Wharton also acknowledged the dichotomy of the role Delta plays in the growth of the airport and the consumer criticism that has come over the high prices from that.

“We know that for Memphis to prosper, Delta has to prosper,” Wharton said. “We know that for Delta to prosper, Memphis has to prosper.”

But Delta executives have been clear and direct about what they see as the role of Memphis, which serves as more of a connecting than origin-and-destination hub.

Delta president Ed Bastian told a JPMorgan Chase & Co. conference in March the Memphis hub will become more dependent on Atlanta “as we turn Memphis more into a complementary flow hub relative to Atlanta.”

Meanwhile, Delta has embarked on a somewhat controversial course that is beyond a reaction to the rapid rise in gas prices.

Anderson has been vocal in insisting Delta’s cuts in capacity are more than a response. The system, he has told analysts, had too much capacity and the capacity cuts are permanent.

“That capacity will exit permanently,” he told analysts in a dismal July earnings conference call in which earnings were down 58 percent compared to a year ago. “We’re going to act unilaterally at Delta to do what we have to do to be successful.”

That includes 20 percent of Delta’s flights at Memphis International starting in late August that account for 8-10 percent of the passenger traffic.

The decline here has been severe. Memphis International flew 714,229 passengers in October (the most recent stats available by press time), down 18.2 percent from 872,739 the same month a year ago. The year-to-date total of 7.4 million marked an 11.6 percent decrease from 8.4 million for the same period of 2010.

Fewer passengers means fewer customers in the terminal, which has resulted in empty gates in one of the concourses and the closing of some of the airport’s restaurants and other concession businesses dependent on a certain volume of passenger traffic.

But longtime airport authority president and CEO Larry Cox said that doesn’t mean a drop in rental revenue for the airport. MEM uses what’s called a “zero sum” agreement used by other airports, including Nashville, to bolster the bottom line.

“Our lease agreement with the airlines is that we have a break-even point,” Cox said. “So, the more flights, the more passengers and the more gates that the airlines lease, their rental rates go down. But their total rent remains the same. They guarantee us sufficient revenues to cover all our expenses, both our debt service and operation and management expenses to run the airport.”

Delta’s cuts at Memphis International were focused on smaller regional flights as the airline pursues the philosophy of getting more passengers on fewer and larger jets. But Delta’s decision to remove high-profile flights between Memphis and large West Coast and East Coast cities like Seattle and Baltimore speaks volumes about its view of Memphis as an origin or destination for cross-country flights to major metropolitan areas.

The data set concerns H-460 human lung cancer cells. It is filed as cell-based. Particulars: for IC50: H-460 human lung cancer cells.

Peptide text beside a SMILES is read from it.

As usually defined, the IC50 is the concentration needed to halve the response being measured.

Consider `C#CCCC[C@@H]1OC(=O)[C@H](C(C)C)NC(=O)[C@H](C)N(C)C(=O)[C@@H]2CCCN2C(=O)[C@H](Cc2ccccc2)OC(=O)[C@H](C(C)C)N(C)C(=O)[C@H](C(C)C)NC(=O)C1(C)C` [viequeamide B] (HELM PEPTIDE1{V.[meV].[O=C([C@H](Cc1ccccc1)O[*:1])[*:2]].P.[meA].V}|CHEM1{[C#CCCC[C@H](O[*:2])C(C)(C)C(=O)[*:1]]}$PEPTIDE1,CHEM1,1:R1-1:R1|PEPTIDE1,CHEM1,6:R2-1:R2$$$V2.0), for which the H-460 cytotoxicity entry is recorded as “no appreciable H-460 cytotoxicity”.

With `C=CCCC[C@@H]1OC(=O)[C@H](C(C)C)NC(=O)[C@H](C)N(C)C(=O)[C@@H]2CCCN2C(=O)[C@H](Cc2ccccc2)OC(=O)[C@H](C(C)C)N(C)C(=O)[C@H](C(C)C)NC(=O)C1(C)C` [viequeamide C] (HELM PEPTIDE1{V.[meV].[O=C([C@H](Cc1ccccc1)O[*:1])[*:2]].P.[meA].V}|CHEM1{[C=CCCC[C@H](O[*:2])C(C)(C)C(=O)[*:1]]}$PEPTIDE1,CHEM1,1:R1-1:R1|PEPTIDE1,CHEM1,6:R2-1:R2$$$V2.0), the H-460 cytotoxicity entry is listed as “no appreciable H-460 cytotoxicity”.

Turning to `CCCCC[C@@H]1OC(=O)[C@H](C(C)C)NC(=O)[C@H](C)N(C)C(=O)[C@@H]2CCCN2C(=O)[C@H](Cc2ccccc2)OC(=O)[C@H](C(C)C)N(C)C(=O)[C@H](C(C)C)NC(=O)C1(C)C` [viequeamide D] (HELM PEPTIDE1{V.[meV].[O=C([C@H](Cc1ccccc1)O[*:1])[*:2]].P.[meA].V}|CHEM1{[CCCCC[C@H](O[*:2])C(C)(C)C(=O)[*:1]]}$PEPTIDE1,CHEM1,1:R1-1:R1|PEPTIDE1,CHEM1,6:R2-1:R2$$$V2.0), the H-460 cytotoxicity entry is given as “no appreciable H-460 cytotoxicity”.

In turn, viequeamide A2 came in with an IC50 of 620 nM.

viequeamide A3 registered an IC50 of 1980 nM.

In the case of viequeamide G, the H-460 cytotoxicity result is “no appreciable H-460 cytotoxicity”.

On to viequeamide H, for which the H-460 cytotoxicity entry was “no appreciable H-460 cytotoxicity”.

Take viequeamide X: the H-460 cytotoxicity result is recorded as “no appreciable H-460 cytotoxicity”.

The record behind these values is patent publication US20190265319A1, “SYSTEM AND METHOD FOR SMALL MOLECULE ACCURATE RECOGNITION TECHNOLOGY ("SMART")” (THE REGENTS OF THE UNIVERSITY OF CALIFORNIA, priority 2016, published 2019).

While the monthly passenger counts are down because of the Delta cuts, this year the passenger counts are also measured against another marker – the projections of where the passenger count should be based on the Delta cuts. Those numbers are on target.

“It’s a tough business,” Cox said the day last month that American Airlines became the latest of the major carriers to file for bankruptcy reorganization – a move he said it should have made 10 years ago. “The soft economy and high fuel prices, which are probably not going to go away, have really changed the landscape. Unfortunately small airplanes no longer are economically viable. So, (in) small markets like Memphis – it’s had an impact.”

Anderson has faced questions from analysts on earnings calls about whether sticking to his strategy has created opportunities for Delta’s competitors to cherry pick selected markets where Delta’s capacity cuts and dual strategy of rapidly passing on the airline’s higher costs have left opportunities.

Airport authority board members make a regular point of asking about other airlines that might be tenants for Delta’s now-vacant gates as the capacity cuts began taking effect here in late August.

Any mention of competition for Delta at Memphis International leads to Southwest Airlines, the Dallas-based airline that recently bought AirTran Holdings Inc. – a carrier with a presence in Memphis.

Southwest chairman, CEO and president Gary Kelly said in March that Southwest probably wouldn’t expand beyond three markets in South Carolina this year.

“Those cities are underserved and overpriced,” he said of Charleston, Greenville and Spartanburg, S.C., as he outlined a cautious transition.

Cox is equally circumspect when he answers the same question about Southwest retaining and perhaps even adding flights to Memphis once its acquisition of AirTran is complete.

“It’s in progress,” Cox said. “I’m very optimistic that we are going to see Southwest Airlines here. We’ll just have to wait and see when and where.”